who Jesus Christ actually is for us today? Asking this in what he called a religionless age and his concern for how the question might assist the church to recognise the reality of Christ in the midst of the world. The relevance of the church’s witness, our witness brings us to face the same question in our age.
“The dead Jesus Christ of Good Friday and the resurrected Lord of Easter Sunday: this is creation out of nothingness, creation from the beginning. The fact that Christ was dead did not mean the possibility of his resurrection: it meant the impossibility; it was nothingness itself. There is absolutely no transition, no continuum between the dead and the resurrected Christ other than the freedom of God, which created his work from nothingness in the beginning…He, who is the beginning, lives, annihilates the nothingness, and creates the new creation in his resurrection. From his resurrection we know about the creation, for if he were not raised, the Creator would be dead and would not bear witness to himself. From his creation, however, we know once again about the power of his resurrection, because he remains the Lord of the nothingness.” Dietrich Bonhoeffer “I Want to Live These Days with You”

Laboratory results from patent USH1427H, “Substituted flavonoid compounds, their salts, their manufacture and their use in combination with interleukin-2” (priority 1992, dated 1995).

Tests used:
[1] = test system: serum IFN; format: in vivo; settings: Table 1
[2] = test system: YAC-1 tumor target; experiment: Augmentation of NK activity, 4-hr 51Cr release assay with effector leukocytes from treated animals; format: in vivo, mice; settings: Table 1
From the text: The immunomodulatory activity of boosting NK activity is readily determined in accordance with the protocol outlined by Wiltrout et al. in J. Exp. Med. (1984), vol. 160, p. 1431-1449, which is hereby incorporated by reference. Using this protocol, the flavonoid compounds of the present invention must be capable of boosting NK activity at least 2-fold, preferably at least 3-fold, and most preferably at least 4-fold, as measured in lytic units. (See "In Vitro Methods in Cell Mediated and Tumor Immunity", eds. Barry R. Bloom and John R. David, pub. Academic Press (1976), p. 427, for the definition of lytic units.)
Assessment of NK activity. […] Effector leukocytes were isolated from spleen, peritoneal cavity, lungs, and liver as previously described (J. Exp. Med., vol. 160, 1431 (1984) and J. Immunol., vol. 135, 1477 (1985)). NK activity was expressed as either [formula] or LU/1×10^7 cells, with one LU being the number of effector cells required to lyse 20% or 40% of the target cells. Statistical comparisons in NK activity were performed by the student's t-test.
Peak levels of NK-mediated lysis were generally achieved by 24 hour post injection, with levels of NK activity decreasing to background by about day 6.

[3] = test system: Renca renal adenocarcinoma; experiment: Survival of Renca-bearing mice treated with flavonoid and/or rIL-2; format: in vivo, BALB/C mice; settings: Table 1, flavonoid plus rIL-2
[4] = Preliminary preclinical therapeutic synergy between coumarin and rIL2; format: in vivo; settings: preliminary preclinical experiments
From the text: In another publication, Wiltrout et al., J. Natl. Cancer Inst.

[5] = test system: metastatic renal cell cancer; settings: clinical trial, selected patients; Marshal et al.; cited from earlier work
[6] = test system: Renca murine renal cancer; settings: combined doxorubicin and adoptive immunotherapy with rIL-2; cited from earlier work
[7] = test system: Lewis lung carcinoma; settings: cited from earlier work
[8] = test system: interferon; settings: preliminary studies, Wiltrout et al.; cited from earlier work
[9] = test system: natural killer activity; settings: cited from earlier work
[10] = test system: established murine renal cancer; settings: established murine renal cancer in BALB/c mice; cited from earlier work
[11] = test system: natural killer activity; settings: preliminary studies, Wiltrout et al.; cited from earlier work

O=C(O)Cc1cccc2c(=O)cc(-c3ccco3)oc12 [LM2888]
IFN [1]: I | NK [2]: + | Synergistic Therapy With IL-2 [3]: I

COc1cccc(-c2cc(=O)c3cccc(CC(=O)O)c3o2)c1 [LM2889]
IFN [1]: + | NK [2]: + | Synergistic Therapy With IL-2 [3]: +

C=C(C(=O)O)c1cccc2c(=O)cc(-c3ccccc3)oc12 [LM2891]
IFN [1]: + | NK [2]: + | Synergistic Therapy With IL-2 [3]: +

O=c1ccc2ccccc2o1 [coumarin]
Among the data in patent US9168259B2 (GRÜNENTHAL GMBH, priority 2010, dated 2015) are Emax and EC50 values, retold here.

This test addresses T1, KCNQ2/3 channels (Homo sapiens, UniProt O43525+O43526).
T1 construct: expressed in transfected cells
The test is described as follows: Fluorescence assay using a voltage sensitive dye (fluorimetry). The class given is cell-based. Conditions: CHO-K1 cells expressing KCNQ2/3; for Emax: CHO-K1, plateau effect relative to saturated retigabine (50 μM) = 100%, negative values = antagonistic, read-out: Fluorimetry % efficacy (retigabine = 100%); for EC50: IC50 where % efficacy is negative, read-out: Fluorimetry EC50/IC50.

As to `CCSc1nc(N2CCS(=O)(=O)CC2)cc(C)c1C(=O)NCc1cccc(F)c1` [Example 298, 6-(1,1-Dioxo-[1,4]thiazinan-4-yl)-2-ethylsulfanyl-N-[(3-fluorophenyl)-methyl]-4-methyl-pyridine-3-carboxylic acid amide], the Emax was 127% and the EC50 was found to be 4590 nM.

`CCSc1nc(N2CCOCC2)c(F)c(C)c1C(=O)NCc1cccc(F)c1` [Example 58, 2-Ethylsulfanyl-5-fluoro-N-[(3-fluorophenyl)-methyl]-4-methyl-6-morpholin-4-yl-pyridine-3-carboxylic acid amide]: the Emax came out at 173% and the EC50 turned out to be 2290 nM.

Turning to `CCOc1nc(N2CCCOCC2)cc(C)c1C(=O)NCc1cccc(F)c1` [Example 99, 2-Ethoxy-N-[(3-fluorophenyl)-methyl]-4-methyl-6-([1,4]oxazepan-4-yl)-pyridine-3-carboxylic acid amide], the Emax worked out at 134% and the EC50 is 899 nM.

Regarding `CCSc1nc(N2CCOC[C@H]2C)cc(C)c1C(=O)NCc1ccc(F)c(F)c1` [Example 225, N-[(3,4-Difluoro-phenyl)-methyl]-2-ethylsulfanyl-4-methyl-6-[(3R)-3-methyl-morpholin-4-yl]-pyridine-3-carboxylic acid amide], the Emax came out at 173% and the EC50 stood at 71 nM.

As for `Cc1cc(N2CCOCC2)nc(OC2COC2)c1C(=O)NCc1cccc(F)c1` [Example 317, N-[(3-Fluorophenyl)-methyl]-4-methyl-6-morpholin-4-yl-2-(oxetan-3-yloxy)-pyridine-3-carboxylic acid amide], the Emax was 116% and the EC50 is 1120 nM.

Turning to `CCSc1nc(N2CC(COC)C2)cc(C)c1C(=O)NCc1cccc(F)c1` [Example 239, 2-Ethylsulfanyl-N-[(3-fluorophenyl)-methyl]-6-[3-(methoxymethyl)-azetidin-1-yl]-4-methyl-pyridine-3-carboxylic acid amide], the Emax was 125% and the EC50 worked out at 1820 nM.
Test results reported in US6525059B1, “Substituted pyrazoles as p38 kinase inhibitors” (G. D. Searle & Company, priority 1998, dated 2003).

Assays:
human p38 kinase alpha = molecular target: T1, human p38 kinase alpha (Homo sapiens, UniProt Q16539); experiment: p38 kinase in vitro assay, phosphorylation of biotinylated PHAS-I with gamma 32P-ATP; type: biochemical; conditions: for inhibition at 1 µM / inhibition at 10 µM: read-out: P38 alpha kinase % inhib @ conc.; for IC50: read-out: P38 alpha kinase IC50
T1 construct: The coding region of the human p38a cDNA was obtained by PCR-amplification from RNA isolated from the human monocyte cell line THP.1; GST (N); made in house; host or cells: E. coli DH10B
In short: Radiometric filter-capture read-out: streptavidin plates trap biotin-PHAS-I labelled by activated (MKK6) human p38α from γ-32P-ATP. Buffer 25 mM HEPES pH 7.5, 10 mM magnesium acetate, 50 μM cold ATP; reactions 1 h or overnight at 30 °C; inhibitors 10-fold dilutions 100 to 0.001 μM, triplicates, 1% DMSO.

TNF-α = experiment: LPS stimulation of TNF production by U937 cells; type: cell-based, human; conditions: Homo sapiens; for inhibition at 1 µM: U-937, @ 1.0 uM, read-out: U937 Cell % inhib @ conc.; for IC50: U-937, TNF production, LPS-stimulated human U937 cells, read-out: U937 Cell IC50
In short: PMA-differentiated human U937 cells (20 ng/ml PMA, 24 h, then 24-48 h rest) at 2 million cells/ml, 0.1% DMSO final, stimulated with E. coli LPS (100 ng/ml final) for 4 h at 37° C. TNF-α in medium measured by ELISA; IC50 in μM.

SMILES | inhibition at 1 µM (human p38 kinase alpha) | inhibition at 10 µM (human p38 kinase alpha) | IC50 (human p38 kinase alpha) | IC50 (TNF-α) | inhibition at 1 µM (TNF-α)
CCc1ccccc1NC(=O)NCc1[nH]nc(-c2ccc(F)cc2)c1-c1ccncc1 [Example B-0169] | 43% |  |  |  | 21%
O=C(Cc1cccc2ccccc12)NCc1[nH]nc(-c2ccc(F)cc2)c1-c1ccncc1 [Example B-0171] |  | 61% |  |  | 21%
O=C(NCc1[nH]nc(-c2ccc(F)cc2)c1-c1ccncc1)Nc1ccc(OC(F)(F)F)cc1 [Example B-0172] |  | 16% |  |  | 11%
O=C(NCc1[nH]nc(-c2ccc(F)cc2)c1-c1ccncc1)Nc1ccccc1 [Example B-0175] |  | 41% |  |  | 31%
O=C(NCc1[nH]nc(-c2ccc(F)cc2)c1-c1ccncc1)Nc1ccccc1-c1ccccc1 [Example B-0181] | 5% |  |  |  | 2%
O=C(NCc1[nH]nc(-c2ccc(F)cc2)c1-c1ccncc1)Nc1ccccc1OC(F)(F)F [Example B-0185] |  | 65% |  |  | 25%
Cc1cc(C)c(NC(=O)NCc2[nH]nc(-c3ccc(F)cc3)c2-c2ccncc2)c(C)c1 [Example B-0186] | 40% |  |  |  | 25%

In Acts we see how this unfolds and the envelope is expanded and the disturbances/disruptiveness this causes in the world and the early Church. Also the ways that everyone is having to learn to navigate the upheaval that the resurrection brings in, changes everything.